But Ewell missed the signal to commence activity. He claimed later he could not hear the barrage of Confederate artillery, and failed to move his troops in time, allowing Union commanders to shift troops to blunt Longstreet’s assault.

Longstreet's July 2 assault at Gettysburg (Library of Congress)

“The hot temperatures near the ground probably caused a dramatic upward refraction of sound waves,” Charles D. Ross wrote in 1999 newsletter of the Acoustical Society of America.

Union commander George G. Meade also claimed not to hear the sound of fighting at one point during Gettysburg, while people in Pittsburgh, 150 miles, heard the din of battle.

The phenomenon, known as “acoustic shadows,” is among the topics being covered Saturday (Feb. 16) at a daylong free seminar at Longwood University in Farmville, Va.

The 14th Annual Civil War Seminar is sponsored by the university and Appomattox Court House National Historic Park, which is 30 miles from Farmville.

Unusual acoustics due to atmospheric conditions sometimes make it difficult for commanders to hear sounds of battle that can help them deploy trees or react. Temperature inversions, terrain, absorption and wind can factor in, creating an auditory dead zone.

Professor Ross
Ross, a professor of physics at Longwood, is among the speakers focusing on 1863, “A Year of Decision.” Chancellorsville, another 1863 battle, also witnessed acoustic shadows.

Patrick Schroeder, park historian at Appomattox Court House NHP, told the Picket that organizers are hoping for a crowd of about 300.

“They are topnotch speakers for free,” he said. “We are going to get people from Civil War roundtable groups, Sons of Confederate Veterans groups. We will get a fair amount of Longwood students and local people.”

The 8:45 a.m.-4 p.m. program is being held at the 800-seat Jarman Auditorium on campus.

Other speakers are:
         --  Frank O’Reilly, National Park Service employee and author, will discuss the Battle of Chancellorsville. O’Reilly also has written extensively about Fredericksburg.

T.J. Duckett of S.C. at 1913 reunion
n       -- Historian and writer Robert K. Krick will describe the mortal wounding of Stonewall Jackson at Chancellorsville. Krick has written more than 20 books. For 30 years, he was chief historian of Fredericksburg & Spotsylvania National Military Park.

n      --- Troy Harman of the NPS will discuss the fighting at Gettysburg. “He is probably going to cover how the federal troops would use the terrain to their advantage,” said Schroeder.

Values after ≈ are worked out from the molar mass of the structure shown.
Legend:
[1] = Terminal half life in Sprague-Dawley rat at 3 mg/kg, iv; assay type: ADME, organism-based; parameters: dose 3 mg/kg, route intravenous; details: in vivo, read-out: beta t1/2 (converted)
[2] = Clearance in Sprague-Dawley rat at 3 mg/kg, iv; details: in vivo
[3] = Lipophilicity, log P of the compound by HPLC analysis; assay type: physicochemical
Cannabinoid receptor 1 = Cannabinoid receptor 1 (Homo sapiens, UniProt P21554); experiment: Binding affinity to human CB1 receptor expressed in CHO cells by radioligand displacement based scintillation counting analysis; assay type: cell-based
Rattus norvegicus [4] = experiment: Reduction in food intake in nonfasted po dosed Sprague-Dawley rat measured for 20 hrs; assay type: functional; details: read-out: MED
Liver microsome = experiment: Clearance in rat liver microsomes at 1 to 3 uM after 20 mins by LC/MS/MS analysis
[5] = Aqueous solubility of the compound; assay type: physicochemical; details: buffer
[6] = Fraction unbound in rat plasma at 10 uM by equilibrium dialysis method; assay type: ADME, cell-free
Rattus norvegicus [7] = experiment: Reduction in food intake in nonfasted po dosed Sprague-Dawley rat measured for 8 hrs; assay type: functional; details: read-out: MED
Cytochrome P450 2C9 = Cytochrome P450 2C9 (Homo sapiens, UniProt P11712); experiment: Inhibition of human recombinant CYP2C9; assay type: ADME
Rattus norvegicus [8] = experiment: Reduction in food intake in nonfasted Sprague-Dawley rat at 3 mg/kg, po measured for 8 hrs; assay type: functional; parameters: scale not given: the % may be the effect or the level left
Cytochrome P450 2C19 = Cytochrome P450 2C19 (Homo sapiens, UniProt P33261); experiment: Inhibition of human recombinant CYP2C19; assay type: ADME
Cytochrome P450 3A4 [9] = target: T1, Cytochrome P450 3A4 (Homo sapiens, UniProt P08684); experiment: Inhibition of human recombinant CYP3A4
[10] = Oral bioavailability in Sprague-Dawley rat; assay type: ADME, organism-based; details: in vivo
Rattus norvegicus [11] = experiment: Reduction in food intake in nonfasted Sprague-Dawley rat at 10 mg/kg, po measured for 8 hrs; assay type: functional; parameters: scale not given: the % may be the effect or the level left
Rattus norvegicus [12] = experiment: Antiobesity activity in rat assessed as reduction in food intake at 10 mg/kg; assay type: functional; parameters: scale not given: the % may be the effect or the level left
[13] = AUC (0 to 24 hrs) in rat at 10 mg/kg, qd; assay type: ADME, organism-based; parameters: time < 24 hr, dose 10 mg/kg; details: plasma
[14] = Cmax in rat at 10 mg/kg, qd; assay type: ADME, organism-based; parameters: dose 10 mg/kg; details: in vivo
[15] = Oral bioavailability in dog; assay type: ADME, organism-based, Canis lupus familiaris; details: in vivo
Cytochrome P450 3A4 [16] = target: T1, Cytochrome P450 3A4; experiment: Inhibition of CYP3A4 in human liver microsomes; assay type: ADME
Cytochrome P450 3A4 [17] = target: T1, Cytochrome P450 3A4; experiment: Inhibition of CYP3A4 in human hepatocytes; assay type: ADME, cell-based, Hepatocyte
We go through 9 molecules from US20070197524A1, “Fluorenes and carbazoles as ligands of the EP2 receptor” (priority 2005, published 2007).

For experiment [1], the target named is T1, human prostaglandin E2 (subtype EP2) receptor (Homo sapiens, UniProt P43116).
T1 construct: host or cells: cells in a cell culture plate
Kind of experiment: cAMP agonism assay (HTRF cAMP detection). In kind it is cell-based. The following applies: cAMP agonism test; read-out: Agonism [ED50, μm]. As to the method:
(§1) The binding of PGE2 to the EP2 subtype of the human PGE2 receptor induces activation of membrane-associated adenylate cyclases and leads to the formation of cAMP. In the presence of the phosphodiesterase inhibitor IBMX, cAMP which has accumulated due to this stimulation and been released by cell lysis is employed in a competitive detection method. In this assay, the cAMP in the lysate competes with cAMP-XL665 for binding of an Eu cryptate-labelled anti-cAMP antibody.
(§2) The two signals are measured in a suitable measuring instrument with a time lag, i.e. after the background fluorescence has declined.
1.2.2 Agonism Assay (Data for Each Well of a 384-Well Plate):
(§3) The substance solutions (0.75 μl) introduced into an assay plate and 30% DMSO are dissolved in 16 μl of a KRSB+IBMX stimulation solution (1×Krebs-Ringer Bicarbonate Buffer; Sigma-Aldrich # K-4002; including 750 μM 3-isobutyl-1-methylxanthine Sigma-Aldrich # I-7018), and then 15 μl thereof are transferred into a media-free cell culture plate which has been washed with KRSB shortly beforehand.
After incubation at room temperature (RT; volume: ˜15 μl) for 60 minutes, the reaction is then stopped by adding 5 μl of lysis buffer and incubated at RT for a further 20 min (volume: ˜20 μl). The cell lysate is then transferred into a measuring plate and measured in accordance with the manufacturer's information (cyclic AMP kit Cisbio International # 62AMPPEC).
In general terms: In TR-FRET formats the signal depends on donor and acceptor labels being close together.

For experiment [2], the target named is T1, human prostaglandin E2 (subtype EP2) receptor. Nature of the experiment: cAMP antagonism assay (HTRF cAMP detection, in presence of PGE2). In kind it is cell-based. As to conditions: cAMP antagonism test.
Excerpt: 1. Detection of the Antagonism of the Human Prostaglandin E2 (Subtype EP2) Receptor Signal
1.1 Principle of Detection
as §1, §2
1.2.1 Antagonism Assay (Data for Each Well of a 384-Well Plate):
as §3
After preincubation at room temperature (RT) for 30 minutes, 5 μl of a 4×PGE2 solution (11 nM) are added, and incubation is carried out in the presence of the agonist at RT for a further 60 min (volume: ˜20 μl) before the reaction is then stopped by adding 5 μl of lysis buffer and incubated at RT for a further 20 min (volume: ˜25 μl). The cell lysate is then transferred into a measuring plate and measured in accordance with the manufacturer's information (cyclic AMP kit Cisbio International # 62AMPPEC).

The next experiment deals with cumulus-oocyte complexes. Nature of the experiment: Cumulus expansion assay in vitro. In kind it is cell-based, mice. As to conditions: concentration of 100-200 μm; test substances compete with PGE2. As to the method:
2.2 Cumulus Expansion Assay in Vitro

n     -- John Heiser will talk about Gettysburg and the “Great Reunion of 1913.” That meeting was the largest combined reunion of Civil War Veterans ever held.

Registration to attend the seminar is not required. “If you want to come in just the afternoon or morning you can just do that,” said Schroeder.

Wednesday, February 13, 2013

USS Monitor pair to be interred at Arlington

Despite extensive scientific and genealogical research, experts are unable to identify the remains of two crew members whose remains were found in its gun turret decades after the USS Monitor went down off the North Carolina coast.

Facial reconstructions (U.S. Navy)
Navy Secretary Ray Mabus announced Tuesday that the sailors will be buried March 8 – the 151st anniversary of the famed ironclad’s clash with the Confederacy’s Virginia -- in a ceremony at Arlington National Cemetery.

The battle at Hampton Roads, Va., marked the first time iron-armored ships met in naval warfare and signaled the end of the era of wooden ships. The battle ended in a draw.

"These may very well be the last Navy personnel from the Civil War to be buried at Arlington," Mabus said in a statement. "It's important we honor these brave men and all they represent as we reflect upon the significant role Monitor and her crew had in setting the course for our modern Navy."

The Monitor sank Dec. 31, 1862, off Cape Hatteras, claiming 16 lives. About 50 men survived. The ship’s wreckage was discovered in the early 1970s.

During the summer of 2002, while attempting to recover the 150-ton turret, Navy divers discovered human remains inside.

The Joint POW/MIA Accounting Command, working with other federal agencies, tried to identify the men, last year releasing facial reconstructions of the pair. But, so far, there has been no definitive DNA match.

“Given the age of the remains, efforts to identify them were unsuccessful,” the Navy said. “However, JPAC was able to narrow down possible descendants of the unknown sailors to 30 family members from 10 different families.”

Tuesday, February 5, 2013

Town wants to find evidence of POW camp

An historical marker near Blackshear, Ga., is the only indication that 5,000 Union prisoners of war and their 700 Confederate guards once bedded down on land that slopes down gently to what was once a free flowing creek. The creek has dried up and trees cover most of the 35-acre site. But local and state officials think there’s evidence in the ground and they want an archaeological study done to find it. • Article